Math games for 2nd grade
Mountain View, California – In August, four months after Daphne Keller and Andrew Ng launched Coursera’s online education program, its free courses attracted millions of users, becoming more popular than Math games for 2nd grade.
Stanford University’s co-founders, computer science and computer educators, were surprised to see the number of users surpassed two million last month, with 70,000 new students per week subscribing to more than 200 courses, including human-machine interaction, songwriting and gamification (gamification), led by university professors from 33 elite universities.
In less than a year, Coursera attracted $22 million in venture capital and created such a stir that some universities felt hurt before they were in the middle of it.
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Other approaches to distance learning have also emerged. Universities around the country are increasing their online learning offerings in the hope of attracting students from around the world. New organizations, such as Udemy, are helping some educators bring their courses to the online level. Harvard and MIT have allocated $30 million each to create a data exchange organization. Stanford University’s Udacity unit has attracted more than a million students through mass open distance courses, or MODX, with a simultaneous injection of $15 million.
If you understand how to make money on this, this approach can be a good contribution to the future of education.
Coursera has gained popularity among other services at a frantic rate, becoming the current leader in difference between whose and who’s this segment of educational services, seeking to support its business through the creation of regular income from license and certification fees and fees for providing employers with recruiting information. But there is no guarantee that it will be able to maintain its position in the rapidly developing market of educational technologies.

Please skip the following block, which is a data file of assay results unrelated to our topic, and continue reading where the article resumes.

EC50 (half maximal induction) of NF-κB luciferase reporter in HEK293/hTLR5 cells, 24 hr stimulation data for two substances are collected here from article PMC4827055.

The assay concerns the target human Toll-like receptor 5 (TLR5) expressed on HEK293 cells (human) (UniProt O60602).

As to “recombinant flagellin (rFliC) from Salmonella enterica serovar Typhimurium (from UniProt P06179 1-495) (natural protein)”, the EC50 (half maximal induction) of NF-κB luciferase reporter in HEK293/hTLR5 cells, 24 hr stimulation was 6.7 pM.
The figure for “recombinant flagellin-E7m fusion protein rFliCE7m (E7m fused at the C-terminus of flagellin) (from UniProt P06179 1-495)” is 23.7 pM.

“No one has yet managed to get a model that will continue to work for a long time,” says James Grimelman, a professor at New York Law School specializing in computer and Internet law. “I’m sure that all current businesses are doomed to failure because expectations are too high. People think something will spread with the speed of a forest fire. But it is more likely that at least ten years will pass before someone understands how to organize everything correctly and get profit from it”.
For their part, Keller and Ng have announced a desire to make the course accessible without any payment to poor students around the world. Education, as they have repeatedly said, should be a right, not a privilege. And even their supporters believe that the profits of this enterprise can wait.
“Making a profit is not the most important goal for this business at the moment,” says Scott Sandell, a financier at Coursera and general partner at New Enterprise Associates (a global investment company). “What’s important is that Coursera is rapidly building a quality foundation that has a good chance of attracting universities that will want to license it for their own needs. We are investing in a very long-term project, and the maturation period for the best companies is at least 10 years”.
But with the first revenue streams now in place, Coursera partner universities expect to see a certain share of the revenue earlier.
“We’ll make a profit when Coursera gets it,” says Peter Lange, Duke University Rector and one of Coursera’s partners. “I don’t think it’ll take too long. But we don’t want to make the mistake of letting you use our product for free online too long.